NEW YORK, NY.- The Jewish Museum
presents The Line and the Circle by Sharone Lifschitz, a video installation, from February 11 to August 21, 2011 in the Museums Barbara and E. Robert Goodkind Media Center.
In this video (19 min. 26 sec.), Sharone Lifschitz documents a two-week period she spent working with her mother in February 2009. Returning together to the darkroom for the first time in more than twenty years, mother and daughter printed fourteen images, selected by the artist and taken by her mother and other members of Kibbutz Nir Oz. The photographs, made between 1959 and the early 1980s, depict life in a community whose socialist values represent a particular moment in Israel's history.
The printing of the images is itself an act of nostalgia, since digital photography has made such work almost obsolete. The process followed by the two women shapes a conversation through both content and ritual and the photographs become a catalyst for a new understanding to emerge--between parent and child, artist and artist, past and present. The video is a meditation on the vanishing space of the photographic darkroom and the demise of a socialist utopia Lifschitzs mother tried to create.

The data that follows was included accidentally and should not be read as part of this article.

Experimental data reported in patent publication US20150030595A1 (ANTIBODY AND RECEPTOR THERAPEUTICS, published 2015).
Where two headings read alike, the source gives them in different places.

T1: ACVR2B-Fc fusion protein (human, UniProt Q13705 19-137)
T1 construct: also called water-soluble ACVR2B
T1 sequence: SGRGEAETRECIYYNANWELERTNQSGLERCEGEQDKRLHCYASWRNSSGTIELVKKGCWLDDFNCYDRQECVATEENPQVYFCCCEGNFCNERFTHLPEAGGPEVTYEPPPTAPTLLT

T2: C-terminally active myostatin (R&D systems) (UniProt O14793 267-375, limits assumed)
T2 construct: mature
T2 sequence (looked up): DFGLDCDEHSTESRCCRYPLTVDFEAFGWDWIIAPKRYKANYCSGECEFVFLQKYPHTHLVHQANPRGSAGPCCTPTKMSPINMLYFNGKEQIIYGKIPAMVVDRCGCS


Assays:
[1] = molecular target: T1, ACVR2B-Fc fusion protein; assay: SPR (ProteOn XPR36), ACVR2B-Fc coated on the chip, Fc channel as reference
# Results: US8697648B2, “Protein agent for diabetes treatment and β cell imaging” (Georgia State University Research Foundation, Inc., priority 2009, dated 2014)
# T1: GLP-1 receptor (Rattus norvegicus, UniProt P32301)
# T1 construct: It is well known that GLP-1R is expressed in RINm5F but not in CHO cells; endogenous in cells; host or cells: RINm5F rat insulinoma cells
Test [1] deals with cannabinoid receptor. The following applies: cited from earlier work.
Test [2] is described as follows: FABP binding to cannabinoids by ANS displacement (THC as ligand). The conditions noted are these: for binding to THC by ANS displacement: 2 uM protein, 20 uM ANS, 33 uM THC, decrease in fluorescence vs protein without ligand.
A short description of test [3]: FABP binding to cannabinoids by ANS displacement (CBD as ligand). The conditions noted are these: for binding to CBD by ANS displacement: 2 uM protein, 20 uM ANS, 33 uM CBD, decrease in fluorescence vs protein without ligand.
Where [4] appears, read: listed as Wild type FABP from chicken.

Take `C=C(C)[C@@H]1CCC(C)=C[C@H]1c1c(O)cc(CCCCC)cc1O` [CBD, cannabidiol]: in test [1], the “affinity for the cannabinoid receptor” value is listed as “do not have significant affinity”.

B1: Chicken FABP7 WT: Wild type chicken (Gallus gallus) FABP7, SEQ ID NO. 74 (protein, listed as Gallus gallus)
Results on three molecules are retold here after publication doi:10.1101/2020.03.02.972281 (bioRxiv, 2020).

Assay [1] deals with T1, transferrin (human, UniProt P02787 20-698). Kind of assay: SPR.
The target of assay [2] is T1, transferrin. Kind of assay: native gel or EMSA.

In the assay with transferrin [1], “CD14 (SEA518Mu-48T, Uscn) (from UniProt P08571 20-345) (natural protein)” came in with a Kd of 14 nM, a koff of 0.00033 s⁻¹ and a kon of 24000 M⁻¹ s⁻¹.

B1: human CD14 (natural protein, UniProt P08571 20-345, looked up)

London-based artist Sharone Lifschitz was born in Israel and grew up in Kibbutz Nir Oz. Trained as an architect at the Architectural Association, London, and as a visiting student to the Architectural Department of the Cooper Union, New York, she left architecture for the visual arts in 2000, completing her MA in Fine Art in 2002 at Central St. Martins, London. Lifschitzs work has been shown in group exhibitions in London, Buenos Aires, Minneapolis, Luxembourg, and New York. In 2005, her work was included in Dreams and Trauma, an Israeli film festival, and in an exhibition at Berlins House of World Cultures. Her work can be found in private and public collections, including the Jewish Museum Munich, Lenbachhaus Munich and the Great Eastern Hotel, London.
An afternoon gallery talk by Sharone Lifschitz will be offered at The Jewish Museum on Tuesday, March 8 at 2 pm. The gallery talk is FREE with admission to The Jewish Museum.